Tuesday, October 9, 2012

See and Avoid Helicopter Collision Avoidance

Figure 1-7. Collision avoidance, both in the air and on the ground, is one of the most basic responsibilities of a pilot flying in visual conditions.
As discussed in the Aviation Instructor’s Handbook, the CFI must ensure from the start of flight training that the student develops the habit of maintaining airspace surveillance at all times. [Figure 1-7] If a student believes the instructor assumes all responsibility for scanning and collision avoidance procedures, he or she will not develop the habit of maintaining the constant vigilance essential to safety. Establish scan areas and communication practices for keeping the aircraft cleared as outlined in the AIM, paragraphs 4-4-15 and 8-8-6c. For example, “Clear left? Cleared left. Turning left.” should be verbalized in conjunction with the actual scanning. In addition to clearing left and right, a helicopter pilot must also clear directly above and below since the helicopter has the ability of climbing and descending vertically. This ability has resulted in helicopters climbing directly into overhead hangar doors and power lines. Any observed tendency of a student to enter flight maneuvers without first making a careful check for other air traffic must be corrected immediately. In addition to the statistic quoted above, recent studies of midair collisions determined that:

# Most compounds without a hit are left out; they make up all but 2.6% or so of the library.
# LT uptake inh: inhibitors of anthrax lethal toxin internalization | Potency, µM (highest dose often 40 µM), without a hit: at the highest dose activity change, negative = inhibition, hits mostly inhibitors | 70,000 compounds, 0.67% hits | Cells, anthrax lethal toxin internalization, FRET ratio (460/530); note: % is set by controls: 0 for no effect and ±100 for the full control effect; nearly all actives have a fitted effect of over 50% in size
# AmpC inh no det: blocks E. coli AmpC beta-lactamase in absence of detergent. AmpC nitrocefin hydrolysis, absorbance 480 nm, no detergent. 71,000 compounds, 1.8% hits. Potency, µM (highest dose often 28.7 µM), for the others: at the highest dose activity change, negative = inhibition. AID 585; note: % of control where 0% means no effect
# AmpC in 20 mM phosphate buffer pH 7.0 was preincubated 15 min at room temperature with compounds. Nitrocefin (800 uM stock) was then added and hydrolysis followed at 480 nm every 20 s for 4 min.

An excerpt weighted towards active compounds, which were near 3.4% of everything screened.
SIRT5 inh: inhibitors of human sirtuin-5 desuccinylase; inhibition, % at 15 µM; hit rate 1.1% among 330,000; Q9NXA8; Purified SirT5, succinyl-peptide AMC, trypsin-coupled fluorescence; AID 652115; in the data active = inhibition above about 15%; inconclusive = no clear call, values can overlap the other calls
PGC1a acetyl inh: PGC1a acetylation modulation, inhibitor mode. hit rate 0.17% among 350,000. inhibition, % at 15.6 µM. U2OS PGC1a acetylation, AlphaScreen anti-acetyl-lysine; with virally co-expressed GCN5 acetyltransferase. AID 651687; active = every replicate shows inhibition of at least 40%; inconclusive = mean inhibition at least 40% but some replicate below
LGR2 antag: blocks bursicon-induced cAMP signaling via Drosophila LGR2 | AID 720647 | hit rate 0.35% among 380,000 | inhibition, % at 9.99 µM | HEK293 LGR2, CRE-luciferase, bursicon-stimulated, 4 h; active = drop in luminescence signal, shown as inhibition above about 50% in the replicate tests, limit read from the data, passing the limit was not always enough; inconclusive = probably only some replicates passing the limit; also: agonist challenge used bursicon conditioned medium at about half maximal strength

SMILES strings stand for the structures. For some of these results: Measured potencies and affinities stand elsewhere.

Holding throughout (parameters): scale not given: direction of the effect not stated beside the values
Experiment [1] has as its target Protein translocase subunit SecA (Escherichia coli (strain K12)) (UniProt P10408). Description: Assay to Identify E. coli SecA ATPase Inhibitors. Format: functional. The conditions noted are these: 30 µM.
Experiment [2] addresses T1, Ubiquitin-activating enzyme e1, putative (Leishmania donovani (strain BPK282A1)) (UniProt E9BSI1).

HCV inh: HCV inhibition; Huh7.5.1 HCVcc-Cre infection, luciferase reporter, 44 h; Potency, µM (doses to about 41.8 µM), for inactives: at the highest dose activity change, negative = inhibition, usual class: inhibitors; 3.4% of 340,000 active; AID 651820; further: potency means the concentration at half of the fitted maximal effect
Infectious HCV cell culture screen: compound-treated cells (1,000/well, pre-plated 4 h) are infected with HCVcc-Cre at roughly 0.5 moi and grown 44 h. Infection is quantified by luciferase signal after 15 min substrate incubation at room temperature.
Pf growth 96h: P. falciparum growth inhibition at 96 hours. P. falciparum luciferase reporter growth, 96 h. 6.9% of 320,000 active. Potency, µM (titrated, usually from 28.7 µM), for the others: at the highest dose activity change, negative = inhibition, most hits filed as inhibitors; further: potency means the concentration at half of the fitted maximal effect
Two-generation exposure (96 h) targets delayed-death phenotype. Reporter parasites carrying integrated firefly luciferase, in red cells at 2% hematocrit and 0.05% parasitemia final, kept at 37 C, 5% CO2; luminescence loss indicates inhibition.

• Most of the aircraft involved in collisions are engaged in recreational flying, and not on any type of flight plan.
  • Most midair collisions occur in VFR weather conditions during weekend daylight hours.
  • The vast majority of accidents occurred at or near no towered airports and at altitudes below 1,000 feet.
  • Pilots of all experience levels were involved in midair collisions, from pilots on their first solo ride to 20,000-hour veterans.
  • Most collisions occur in daylight with visibility greater than three miles.
It is imperative to introduce 14 CFR sections 91.113, Right of- Way Rules: Except Water Operations,” for the “see and avoid” concept immediately to the student. Practice the “see and avoid” concept at all times regardless of whether the training is conducted under VFR or instrument flight rules (IFR). A CFI and student can review the FAA’s suggestions for how to contribute to professional flying and reduce the odds of being involved in a midair collision, at www.faa.gov. Other references that contain collision avoidance information for both the CFI and student are AC 90-48, Pilot’s Role in Collision Avoidance; FAA-H-8083-25, Pilot’s Handbook of Aeronautical Knowledge; and the Aeronautical Information Manual (AIM) (all as revised) located online at www.faa.gov.

No comments:

Post a Comment